I missed everything cool in the 90s.
I was 7 in 1990, and being raised in Oklahoma, where any new trend or social movement takes at least 2 extra years to arrive.
I got into poetry slams (again, in Oklahoma) way after the heydey of the Nuyorican Poetry Cafe and Maggie Estep on MTV. All the music I listened to, from Ani Difranco to Babes in Toyland, I discovered after the fact. I went to a meeting for NYC Riot Grrls in New York in like 2001, where I felt fat and uncool, not realizing that the true uncoolness was having a freaking MEETING for participants in a social movement that was already over.
(I really wanted to be a Riot Grrl. Still do. That makeup! Those babydoll dresses! Uh, yeah, and the politics.)
And, perhaps most tragically, I published a zine in 2002.
I mean, I am sure there are still people out there producing zines and some of them are probably very entertaining. But zines as a thing happened in what, the early 90s? When I was, again, 7, or 5 in Oklahoma years? I was very, very late to this phenomenon.
Flipping through the one and only issue I managed to print is an embarassing experience on-par with reading my elementary school journal. Mostly for this reason: No one starts out as a good writer.
My first day at NYU, where I majored in Dramatic Writing before realizing I was a terrible screenwriter and deciding to double major in Journalism, the head of the department gave us this speech that I've never forgotten. The gist of it was that we were going to write absolutely nothing good for the next year, but that we needed to write all those shitty screenplays in order to get to the good ones.
I imagine this holds true for all creative fields: You have to write a bunch of stupid songs before you get to "Hallelujah" or whatever.
In publishing, the learning curve is particularly steep. There's a way to pitch for magazines and websites that takes years of trial and error to learn -- because it's all been done before, editors are always angling for fresh, new and topical. No matter how brilliant they felt at the time, I now know my first thousand ideas were kind of stupid.
That tagline! Blergh.
But when it comes to self-publishing, it doesn't matter if your ideas are kind of stupid, because there is no editorial gatekeeper! You can just plop all those ideas down in one place, tied up in a bow of indignation and teenage moxie, and sell them for 2 dollars a pop!
So the summer after I graduated high school, I created Fangirl, intended to be a "woman's guide to pop culture," and filled it with whatever I felt like, some of which is cute and kind of funny, some of which is silly and makes me blush now, and all of which I earnestly thought was super-important and essential to the world.
From the editor's letter:
"The first idea for FANgirl started when I was flipping through a movie magazine. The front cover consisted of a topless woman, and more Maxim-y shots of various actresses graced the inside. In each movie review, they would talk about the cool plot or the main actor's acting chops and then mention something like, "Oh yeah, there's also ths really hot babe in it." ... And, consistently, when I open up a magazine about things I'm interested in, I find that the only women represented are pretty, half-naked actresses.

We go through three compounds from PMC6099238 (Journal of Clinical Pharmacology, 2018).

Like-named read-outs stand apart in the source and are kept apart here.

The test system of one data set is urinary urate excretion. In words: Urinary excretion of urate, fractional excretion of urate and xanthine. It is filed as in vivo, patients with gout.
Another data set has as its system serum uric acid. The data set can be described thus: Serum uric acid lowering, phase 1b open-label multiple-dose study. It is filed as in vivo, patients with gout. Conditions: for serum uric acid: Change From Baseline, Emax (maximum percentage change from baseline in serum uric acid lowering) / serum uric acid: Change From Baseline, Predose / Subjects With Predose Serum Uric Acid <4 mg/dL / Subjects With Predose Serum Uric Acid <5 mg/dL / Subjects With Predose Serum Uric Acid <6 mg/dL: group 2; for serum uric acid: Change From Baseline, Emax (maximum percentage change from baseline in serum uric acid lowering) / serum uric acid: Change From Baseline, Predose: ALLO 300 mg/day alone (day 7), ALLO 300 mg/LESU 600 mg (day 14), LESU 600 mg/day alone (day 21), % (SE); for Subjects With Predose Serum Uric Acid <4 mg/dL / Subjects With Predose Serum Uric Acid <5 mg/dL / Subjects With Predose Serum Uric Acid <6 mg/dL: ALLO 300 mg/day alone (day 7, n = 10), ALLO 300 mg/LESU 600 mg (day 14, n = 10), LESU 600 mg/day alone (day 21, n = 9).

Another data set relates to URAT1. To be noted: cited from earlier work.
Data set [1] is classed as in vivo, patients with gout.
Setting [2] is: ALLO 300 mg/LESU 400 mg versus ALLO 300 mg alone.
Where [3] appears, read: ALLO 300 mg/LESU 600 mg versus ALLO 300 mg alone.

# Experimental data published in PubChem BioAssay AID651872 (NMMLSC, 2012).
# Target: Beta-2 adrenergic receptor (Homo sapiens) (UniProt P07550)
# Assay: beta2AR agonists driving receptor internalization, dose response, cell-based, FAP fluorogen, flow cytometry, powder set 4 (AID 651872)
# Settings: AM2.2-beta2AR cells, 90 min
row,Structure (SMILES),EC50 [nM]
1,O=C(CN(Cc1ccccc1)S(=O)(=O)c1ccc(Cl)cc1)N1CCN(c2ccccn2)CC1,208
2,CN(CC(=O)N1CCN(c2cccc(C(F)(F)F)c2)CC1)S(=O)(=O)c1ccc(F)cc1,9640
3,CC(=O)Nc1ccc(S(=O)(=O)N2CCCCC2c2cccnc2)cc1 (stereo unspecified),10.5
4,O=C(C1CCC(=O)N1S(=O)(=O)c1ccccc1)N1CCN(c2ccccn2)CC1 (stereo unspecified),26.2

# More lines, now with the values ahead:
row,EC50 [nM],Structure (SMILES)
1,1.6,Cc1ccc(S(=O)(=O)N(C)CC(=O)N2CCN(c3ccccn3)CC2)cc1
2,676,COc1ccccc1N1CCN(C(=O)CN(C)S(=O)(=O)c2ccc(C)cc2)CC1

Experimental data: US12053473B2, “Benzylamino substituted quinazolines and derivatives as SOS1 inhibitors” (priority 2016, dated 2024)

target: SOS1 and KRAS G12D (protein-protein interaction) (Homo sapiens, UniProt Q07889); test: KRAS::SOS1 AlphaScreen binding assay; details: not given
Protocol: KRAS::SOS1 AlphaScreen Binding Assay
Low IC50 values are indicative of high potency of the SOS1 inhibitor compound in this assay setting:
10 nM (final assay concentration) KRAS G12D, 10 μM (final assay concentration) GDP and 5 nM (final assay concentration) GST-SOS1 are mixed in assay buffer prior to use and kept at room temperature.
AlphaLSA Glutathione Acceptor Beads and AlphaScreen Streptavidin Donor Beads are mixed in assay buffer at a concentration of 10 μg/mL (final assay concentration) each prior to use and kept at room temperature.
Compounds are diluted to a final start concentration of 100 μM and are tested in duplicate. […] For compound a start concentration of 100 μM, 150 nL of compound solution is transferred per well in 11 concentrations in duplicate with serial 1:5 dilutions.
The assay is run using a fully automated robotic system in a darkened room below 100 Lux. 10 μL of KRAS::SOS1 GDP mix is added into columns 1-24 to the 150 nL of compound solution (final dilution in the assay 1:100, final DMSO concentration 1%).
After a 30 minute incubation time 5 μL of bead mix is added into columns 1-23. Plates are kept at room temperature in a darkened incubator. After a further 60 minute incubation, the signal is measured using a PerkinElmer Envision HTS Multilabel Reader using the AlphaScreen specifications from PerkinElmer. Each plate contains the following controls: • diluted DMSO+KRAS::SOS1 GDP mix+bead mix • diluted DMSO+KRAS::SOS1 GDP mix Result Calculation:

So what's the deal? The movie-going population is made up equally of men and women. Why should film magazines be just for men? When I started to take a closer look at the things I love: film, comedy, video games, music and all things pop culture, I noticed a real absence of female-oriented media in 'fanBOY' culture."
I was basically the Susan B. Anthony of B movies, you guys. I was also a rare WIT, as evidenced by articles like "35 Signs Your Movie Isn't Going to Win an Oscar" and my eviscerating review of "Corky Romano."
Not to mention my multiple jokes about the movie "Ed," clearly the height of humor to me at the time.
A few features I think are actually pretty cute/funny include this one, about movies I liked to masturbate to:
The opposite page included "Newsies," "The Blue Lagoon," and "Labyrinth." STILL TRUE.
I think I pitched something similar than this to Jane like, a few months ago:
And this is so sweet because I am a precious baby feminist who writes things like, "The world of Cinema is full of cool female characters--if your definition of cool is unrealistically hyper-attractive, which is apparently a pretty common definition." Awwwww.
On page 2, I write about Elvria, who I have been thinking about a lot lately because she really is so cool. And I promised even more "bitches, crazies, killers and biimbos" in part Two, which never came because I moved to New York for college and broke up with the boyfriend who was showing me how to use Microsoft Publisher.
But I'm glad I've still retained a single copy that can live on like an embarassingly late mosquito trapped in newsprint amber. Was anybody else into zine culture, before or after the media hubbub? Alternately, can we still be riot grrrls?